Mario and Bill are very happy with the turnout during their Saturday sale. They had so many customers that they decided to work together to sanitize the inside of their carwash. Together, it took them 12 hours to completely sanitize the inside of their carwash. The last time the carwash was sanitized, Mario had cleaned it himself. The year before, Bill had cleaned the carwash by himself but took 3 times as long as Mario had taken by himself. How long had it taken each one of them to clean the carwash individually?

We know that Mario cleaned the carwash by himself, but we do not know how long that took. Let's use the ratio 1 carwash in M hours to represent how long it took Mario to clean the carwash by himself. Also, Bill cleaned the carwash by himself. For Bill we will use the ratio 1 carwash in B hours to represent how long it took Bill to clean the carwash by himself. Together they cleaned the carwash in 12 hours. For this ratio we will use 1 carwash in 12 hours to represent how fast they cleaned the carwash while working together. We can now see that Mario's time plus Bill's time equals their combined time. So our equation is now 1/M + 1/B = 1/12.

We now know that it took Bill three times as long as it took Mario to clean the carwash by himself. Therefore, instead of using B to represent the amount of time it took Bill, we can use 3M because 3M would represent three times the number of hours it took Mario. To solve this equation, we now need to clear the fractions from the equation by multiplying by the LCM. The least common multiple that will divide by our denominators M, 3M, and 12 is 12M. So we are going to multiply each term by 12M. This will allow us to get rid of our fractions.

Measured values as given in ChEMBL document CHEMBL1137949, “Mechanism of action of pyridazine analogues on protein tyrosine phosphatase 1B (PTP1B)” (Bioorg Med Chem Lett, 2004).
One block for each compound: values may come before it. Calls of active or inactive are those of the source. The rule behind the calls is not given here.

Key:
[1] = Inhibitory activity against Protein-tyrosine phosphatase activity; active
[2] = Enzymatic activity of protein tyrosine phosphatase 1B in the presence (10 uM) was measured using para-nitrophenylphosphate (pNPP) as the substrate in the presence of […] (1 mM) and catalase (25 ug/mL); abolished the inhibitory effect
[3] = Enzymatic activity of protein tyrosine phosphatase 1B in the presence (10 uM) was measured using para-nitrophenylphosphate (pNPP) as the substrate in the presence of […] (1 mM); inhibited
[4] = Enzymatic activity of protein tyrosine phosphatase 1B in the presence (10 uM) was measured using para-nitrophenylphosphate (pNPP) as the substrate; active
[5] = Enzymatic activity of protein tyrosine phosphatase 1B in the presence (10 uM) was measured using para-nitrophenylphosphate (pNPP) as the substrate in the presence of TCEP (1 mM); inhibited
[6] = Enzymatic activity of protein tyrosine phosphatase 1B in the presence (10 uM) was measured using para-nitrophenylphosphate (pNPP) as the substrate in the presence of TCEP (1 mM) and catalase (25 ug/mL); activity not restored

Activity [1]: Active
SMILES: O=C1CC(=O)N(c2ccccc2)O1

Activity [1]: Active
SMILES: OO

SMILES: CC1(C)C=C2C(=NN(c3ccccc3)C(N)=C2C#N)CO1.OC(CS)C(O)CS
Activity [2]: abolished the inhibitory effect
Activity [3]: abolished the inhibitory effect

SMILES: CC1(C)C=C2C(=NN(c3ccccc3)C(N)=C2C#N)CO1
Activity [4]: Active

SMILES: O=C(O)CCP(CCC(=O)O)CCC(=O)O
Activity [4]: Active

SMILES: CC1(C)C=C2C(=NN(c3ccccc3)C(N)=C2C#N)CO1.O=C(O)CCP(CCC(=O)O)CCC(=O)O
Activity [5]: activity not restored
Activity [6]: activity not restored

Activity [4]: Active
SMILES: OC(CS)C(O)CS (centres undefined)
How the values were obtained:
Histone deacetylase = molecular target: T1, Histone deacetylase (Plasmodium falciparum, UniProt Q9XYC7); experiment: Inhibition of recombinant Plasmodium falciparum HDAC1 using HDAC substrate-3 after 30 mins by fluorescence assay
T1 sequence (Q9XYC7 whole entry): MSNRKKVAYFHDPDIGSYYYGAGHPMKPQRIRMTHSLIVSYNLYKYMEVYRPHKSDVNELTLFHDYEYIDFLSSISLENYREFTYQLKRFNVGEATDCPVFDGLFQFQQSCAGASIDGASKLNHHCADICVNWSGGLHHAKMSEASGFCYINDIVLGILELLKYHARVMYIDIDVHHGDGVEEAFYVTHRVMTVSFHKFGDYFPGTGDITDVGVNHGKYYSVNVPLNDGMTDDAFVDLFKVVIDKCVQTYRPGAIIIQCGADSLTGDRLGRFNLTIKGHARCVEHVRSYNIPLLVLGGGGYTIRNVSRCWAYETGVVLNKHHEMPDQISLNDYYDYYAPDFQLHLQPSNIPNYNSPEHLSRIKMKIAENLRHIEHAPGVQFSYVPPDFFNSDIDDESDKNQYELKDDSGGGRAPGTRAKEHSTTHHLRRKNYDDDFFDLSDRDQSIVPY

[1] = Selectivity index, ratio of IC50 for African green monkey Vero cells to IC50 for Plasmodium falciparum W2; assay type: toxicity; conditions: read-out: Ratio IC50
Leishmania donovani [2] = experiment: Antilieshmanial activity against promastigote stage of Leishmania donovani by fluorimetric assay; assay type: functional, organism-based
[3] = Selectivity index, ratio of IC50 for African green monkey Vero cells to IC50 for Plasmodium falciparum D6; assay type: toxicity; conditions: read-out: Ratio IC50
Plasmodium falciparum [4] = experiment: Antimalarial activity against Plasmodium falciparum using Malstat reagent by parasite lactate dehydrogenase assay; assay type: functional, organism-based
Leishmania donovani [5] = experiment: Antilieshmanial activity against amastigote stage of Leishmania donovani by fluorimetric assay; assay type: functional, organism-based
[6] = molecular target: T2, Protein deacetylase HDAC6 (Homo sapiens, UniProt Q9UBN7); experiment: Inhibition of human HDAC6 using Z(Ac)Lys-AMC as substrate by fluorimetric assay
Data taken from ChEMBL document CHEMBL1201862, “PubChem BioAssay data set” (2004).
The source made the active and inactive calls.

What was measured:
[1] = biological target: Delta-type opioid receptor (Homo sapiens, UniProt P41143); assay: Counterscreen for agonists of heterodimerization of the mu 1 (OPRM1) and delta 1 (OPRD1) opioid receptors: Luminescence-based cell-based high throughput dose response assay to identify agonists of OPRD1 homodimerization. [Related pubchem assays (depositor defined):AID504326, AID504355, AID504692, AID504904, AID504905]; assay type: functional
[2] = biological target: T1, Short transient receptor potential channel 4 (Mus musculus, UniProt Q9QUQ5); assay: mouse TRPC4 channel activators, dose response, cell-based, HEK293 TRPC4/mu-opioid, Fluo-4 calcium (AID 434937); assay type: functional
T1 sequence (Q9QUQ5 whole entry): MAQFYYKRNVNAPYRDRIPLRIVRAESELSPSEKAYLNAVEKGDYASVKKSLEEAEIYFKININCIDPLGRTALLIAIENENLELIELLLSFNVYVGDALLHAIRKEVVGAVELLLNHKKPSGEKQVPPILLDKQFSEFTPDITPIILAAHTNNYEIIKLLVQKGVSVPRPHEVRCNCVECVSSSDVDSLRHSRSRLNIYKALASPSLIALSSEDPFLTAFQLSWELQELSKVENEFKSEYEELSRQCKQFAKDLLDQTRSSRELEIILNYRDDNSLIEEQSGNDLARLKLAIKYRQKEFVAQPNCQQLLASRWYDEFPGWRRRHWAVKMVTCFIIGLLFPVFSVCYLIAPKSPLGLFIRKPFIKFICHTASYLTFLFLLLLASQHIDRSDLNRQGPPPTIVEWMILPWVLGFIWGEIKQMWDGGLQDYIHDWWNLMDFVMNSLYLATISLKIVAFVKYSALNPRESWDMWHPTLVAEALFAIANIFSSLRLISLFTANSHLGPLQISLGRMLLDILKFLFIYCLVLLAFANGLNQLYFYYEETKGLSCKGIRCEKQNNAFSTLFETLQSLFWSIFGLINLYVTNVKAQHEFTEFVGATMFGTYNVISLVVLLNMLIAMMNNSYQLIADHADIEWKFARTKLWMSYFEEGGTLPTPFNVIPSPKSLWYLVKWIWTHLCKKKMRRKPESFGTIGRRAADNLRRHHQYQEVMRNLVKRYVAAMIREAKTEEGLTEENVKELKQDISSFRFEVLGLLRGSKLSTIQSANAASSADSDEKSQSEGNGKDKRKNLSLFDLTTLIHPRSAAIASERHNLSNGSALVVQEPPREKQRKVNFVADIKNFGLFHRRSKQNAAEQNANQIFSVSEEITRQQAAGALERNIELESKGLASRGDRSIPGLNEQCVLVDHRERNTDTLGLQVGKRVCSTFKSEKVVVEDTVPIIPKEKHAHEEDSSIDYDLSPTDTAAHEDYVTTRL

1/M times 12M equals 12. 1/3M times 12M equals 4. And finally, 1/12 times 12M equals M. So our equation now looks like 12 + 4 = M. To solve, add 12 and 4 together, and M would equal 16. Since M equals 16, we know that it took Mario 16 hours to clean the carwash by himself. It took Bill 3 times as long, so 16 * 3 = 48 hours. Bill cleaned the carwash himself in 48 hours. He must have had a long week.

Example 3

Mario and Bill are so pleased with their sparkling clean carwash. The two guys only have one more task to make their carwash completely stocked for the next day's opening. They need to fill the large soap tower.

Mario and Bill can use two separate hoses to fill the soap dispenser. When both hoses are being used together, it takes 12 minutes to fill the soap tower. If used separately, one hose can fill the tower 10 minutes faster than the other hose. How long does it take each hose to fill the tower separately?

For this problem, let's call hose A the faster hose and hose B the slower hose. The ratio for how fast hose A can fill the soap tower alone is 1 tower/A minutes. The ratio for how fast hose B can fill the tower alone is 1 tower/B minutes. Also, the ratio for how fast both hoses combined can fill the water tower is 1 tower/12 minutes. We now know that when we use hose A plus hose B combined it takes 12 minutes. So our equation will be 1/A + 1/B = 1/12.

Since it takes hose B 10 minutes longer than hose A, we can substitute A + 10 in for term B. Our equation is now 1/A + 1/A+ 10 = 1/12. The easiest way to clear our equation of fractions is to multiply each term by the LCM, which would be all three denominators multiplied together. The LCM for this equation would be A times A+10 times 12.

To unlock this lesson you must be a Study.com Member.
Create your account

Register for a free trial

Are you a student or a teacher?
I am a teacher
What is your educational goal?
 Back

Unlock Your Education

See for yourself why 10 million people use Study.com

Become a Study.com member and start learning now.
Become a Member  Back

Earning College Credit

Did you know… We have over 95 college courses that prepare you to earn credit by exam that is accepted by over 2,000 colleges and universities. You can test out of the first two years of college and save thousands off your degree. Anyone can earn credit-by-exam regardless of age or education level.

To learn more, visit our Earning Credit Page

Transferring credit to the school of your choice

Not sure what college you want to attend yet? Study.com has thousands of articles about every imaginable degree, area of study and career path that can help you find the school that's right for you.

Create an account to start this course today
Try it free for 5 days!
Create An Account
Support